November 03, 2020
Area(s) of Interest: Advocacy
The Centers for Medicare and Medicaid Services (CMS) has delayed implementation of the mandatory Radiation Oncology Alternative Payment Model (APM) until July 1, 2021. According to CMS, the decision to delay the policy was based on feedback it received from the California Medical Association (CMA) and other stakeholders about the challenges of implementing a complex new model during a pandemic.
The final rule estimates cuts of 6% to participating group practices and 4.7% cuts to hospital outpatient departments, with no apparent upside potential for required participants. These proposed cuts are completely inconsistent with every other alternative payment model adopted to date. When coupled with the 11% general Medicare payment cut radiation oncologists are facing in 2021, the radiation oncology payment model threatens to substantially reduce access to care for critically ill cancer patients in California.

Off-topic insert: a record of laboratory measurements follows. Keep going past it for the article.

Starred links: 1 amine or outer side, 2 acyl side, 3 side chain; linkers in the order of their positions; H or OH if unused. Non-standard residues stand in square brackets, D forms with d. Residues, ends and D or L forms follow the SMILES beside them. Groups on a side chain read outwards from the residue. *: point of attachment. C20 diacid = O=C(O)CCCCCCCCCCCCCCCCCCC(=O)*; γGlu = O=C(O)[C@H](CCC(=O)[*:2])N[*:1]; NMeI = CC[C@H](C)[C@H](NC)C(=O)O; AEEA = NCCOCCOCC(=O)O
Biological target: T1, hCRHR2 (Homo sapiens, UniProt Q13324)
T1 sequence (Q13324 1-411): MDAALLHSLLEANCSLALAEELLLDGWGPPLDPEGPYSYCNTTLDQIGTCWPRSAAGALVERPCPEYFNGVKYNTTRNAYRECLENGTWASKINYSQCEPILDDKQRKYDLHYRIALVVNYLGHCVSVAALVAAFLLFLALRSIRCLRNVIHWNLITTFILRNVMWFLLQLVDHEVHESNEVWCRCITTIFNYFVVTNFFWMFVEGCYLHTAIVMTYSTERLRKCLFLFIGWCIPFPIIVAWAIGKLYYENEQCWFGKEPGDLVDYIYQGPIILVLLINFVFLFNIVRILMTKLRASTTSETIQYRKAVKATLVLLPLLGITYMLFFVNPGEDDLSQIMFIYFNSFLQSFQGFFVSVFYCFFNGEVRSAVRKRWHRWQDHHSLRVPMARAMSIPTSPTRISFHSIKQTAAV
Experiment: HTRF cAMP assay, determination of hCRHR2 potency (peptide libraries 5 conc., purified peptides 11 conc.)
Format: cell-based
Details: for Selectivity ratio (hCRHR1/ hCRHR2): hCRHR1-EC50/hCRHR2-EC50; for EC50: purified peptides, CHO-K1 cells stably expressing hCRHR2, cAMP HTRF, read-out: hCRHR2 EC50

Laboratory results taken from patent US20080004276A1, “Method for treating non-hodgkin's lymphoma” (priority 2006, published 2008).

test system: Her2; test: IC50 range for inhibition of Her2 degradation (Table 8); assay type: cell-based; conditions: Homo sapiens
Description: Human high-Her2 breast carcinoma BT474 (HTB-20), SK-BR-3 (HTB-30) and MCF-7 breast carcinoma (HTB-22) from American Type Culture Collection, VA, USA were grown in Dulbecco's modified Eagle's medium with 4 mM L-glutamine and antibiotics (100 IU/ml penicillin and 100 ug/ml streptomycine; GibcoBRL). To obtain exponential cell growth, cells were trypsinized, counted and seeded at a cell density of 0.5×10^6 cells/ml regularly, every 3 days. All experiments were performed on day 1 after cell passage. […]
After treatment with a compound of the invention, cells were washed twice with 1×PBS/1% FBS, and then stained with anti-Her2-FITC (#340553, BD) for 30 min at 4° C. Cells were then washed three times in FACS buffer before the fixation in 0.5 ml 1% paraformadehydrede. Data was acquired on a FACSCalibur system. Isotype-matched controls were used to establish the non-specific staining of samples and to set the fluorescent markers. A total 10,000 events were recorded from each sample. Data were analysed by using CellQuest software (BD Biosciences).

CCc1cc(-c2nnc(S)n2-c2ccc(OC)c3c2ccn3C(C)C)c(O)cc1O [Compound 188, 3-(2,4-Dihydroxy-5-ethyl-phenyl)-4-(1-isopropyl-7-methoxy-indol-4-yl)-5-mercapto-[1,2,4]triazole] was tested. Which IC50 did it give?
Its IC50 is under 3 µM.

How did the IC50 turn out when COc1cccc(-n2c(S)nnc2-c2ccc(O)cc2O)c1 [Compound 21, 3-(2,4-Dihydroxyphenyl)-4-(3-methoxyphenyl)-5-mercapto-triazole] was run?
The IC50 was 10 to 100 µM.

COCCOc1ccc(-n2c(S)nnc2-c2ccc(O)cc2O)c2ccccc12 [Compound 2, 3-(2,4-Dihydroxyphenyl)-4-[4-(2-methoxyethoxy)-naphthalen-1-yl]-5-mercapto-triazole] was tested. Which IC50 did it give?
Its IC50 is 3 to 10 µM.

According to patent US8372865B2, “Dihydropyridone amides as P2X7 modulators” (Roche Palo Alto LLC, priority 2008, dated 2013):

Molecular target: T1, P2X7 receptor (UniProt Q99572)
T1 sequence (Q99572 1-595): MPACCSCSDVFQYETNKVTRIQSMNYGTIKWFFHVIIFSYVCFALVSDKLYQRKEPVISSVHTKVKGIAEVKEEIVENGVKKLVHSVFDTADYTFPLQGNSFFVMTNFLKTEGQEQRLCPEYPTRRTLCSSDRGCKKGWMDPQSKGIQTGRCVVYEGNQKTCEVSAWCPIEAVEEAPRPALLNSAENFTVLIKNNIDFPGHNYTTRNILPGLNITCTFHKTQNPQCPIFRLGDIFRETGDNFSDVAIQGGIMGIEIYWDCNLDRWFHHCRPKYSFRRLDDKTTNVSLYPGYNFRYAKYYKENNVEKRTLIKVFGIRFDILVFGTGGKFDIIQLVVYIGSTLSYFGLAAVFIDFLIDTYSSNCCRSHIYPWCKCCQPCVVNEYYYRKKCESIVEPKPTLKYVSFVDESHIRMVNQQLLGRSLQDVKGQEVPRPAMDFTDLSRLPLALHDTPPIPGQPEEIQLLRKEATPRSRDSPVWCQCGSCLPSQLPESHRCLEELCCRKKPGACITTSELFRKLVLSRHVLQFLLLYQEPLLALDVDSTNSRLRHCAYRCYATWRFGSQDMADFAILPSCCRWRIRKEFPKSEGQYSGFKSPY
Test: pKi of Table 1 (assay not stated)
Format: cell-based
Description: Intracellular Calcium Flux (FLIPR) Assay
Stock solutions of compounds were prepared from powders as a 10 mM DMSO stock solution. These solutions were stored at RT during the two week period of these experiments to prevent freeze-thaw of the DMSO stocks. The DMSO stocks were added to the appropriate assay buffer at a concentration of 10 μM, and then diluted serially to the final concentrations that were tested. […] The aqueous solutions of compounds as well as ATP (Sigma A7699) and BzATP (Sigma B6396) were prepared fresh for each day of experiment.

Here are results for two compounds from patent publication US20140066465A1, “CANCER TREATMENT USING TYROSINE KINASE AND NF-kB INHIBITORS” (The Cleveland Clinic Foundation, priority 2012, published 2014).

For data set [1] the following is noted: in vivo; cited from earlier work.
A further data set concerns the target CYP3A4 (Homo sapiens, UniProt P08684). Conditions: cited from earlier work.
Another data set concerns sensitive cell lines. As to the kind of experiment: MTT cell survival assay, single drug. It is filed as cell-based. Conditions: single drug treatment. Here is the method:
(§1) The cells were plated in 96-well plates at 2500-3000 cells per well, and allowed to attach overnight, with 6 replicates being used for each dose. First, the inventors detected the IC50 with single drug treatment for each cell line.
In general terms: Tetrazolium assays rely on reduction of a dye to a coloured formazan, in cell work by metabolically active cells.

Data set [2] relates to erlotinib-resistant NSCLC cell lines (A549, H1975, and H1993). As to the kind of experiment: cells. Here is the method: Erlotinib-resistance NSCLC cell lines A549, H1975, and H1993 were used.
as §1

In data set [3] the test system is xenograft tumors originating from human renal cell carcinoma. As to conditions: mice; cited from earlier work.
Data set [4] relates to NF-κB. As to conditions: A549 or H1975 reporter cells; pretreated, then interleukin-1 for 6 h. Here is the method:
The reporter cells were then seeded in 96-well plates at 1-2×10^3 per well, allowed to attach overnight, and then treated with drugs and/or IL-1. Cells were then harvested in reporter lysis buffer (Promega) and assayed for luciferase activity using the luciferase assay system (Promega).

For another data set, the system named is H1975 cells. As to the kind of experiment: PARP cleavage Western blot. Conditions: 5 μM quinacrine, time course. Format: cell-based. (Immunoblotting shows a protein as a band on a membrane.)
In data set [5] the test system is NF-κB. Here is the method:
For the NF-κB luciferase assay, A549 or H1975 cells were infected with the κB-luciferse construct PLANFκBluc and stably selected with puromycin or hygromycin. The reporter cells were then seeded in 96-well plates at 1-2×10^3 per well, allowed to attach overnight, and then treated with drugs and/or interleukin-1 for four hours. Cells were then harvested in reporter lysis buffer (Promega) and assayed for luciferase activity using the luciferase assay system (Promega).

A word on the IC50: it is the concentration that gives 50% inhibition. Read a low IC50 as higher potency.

Physicians continue to struggle to maintain the viability of their practices in all specialties across California at a time when we need physicians more than ever. CMA believes it is unreasonable to expect physicians to comply with a complex new payment model with just 90 days notice during a pandemic. CMA is also urging CMS to revise the model so that it is voluntary and the projected payment cuts are mitigated.
California radiation oncologists are truly concerned about their ability to continue to provide high quality cancer care, particularly in some of California’s rural communities where there are already shortages of physicians.
CMA has urged CMS to delay the radiation oncology model for one year or at least until the COVID-19 public health emergency is over. Delaying the model and working to make improvements will help radiation oncologists successfully transition to value based care while protecting access to live-saving medical treatment for patients.
Click here to see CMA’s letter.